The past few weeks have been very active for Bitcoin in most aspects except for its price. In terms of news, Bitcoin garnered stamps of approval from multiple major organizations.
PayPal confirmed that it has been working on plans to add cryptocurrency buying and selling services since March. Mastercard granted London-based startup Wirex principal membership, giving it authority to directly issue cryptocurrency-backed cards on Mastercard’s network. More recently, American banks received approval to provide custody services for cryptocurrencies. Finally, as anyone reading this probably knows, an already-infamous Bitcoin scam was promoted through Twitter after accounts of Barack Obama, Elon Musk, and more encouraged users to send Bitcoin to the scammers’ address.
Despite all of this Bitcoin news coming out in just a couple of weeks, its price has remained stagnant, hovering in $9,000 to $10,000 range for approximately 90 days. This uncharacteristic stability in Bitcoin’s price has led its 30-day volatility to drop below 20% for the second time in its history. Despite the remarkable price stagnation, key on-chain and derivatives indicators have been flashing active signs indicating how Bitcoin investors are positioning themselves and what may come next.
Last time Bitcoin volatility was this low was in March 2019, preceding a 200%+ rally. However, it would be absurd to claim that simply because this was the case last time the same will happen this time around. Instead, by diving deep into blockchain and derivatives data, we can formulate valuable insights to understand how Bitcoin investors are positioning themselves during these times of lackluster volatility.
On-Chain Analysis Suggests Bitcoin’s Growing Appeal as a Store of Value
One of the metrics we follow closely at IntoTheBlock is the number of addresses holding a particular crypto asset, in this case Bitcoin. While one address ≠ one user, the number of addresses with a balance offers an approximation of the adoption and number of holders of a crypto asset. Keep in mind that a user can have more than one wallet (and address), but at the same time centralized exchanges tend to group multiple users’ holdings within relatively few addresses.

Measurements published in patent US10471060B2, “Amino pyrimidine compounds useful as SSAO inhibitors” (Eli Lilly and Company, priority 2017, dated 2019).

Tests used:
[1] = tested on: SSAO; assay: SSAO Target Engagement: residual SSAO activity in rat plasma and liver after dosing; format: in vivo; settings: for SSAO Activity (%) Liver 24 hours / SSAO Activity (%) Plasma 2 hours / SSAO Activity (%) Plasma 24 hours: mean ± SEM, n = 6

By taking a closer look at the total number of addresses with a balance for Bitcoin, it becomes apparent that the number of Bitcoin holders had also moved range-bound slightly above 30 million for approximately three months. Having previously peaked at 30.48 million addresses prior to the halving in early May, the number of Bitcoin holders has continued to increase to new all-time highs, accelerating throughout mid to late July.
This spike in the number of Bitcoin addresses coincides with the news releases from PayPal and Mastercard. Despite Bitcoin’s price staying stable, the rise in the number of holders can be interpreted as a bullish sign in anticipation of a wave of new users being able to buy crypto through PayPal and transact in it through Mastercard’s network.
Speaking about crypto transactions, recall that one of the main perceived drawbacks of using Bitcoin as a medium of exchange was that its volatility made it difficult for users to account for the value being transacted. Well, in that case, you may have expected Bitcoin’s transactions to be growing now that its price has been behaving eerily stablecoin-like.
Analyzing the number of Bitcoin transactions we can confirm that Bitcoin transactions reached a yearly high of 382,570 transactions on July 1st in the midst of this low volatility environment. That being said, the spike seems to be a one-off occasion as the average number of daily transactions remains around 310,000, around the same amount as a year ago when volatility was over four times higher than current levels.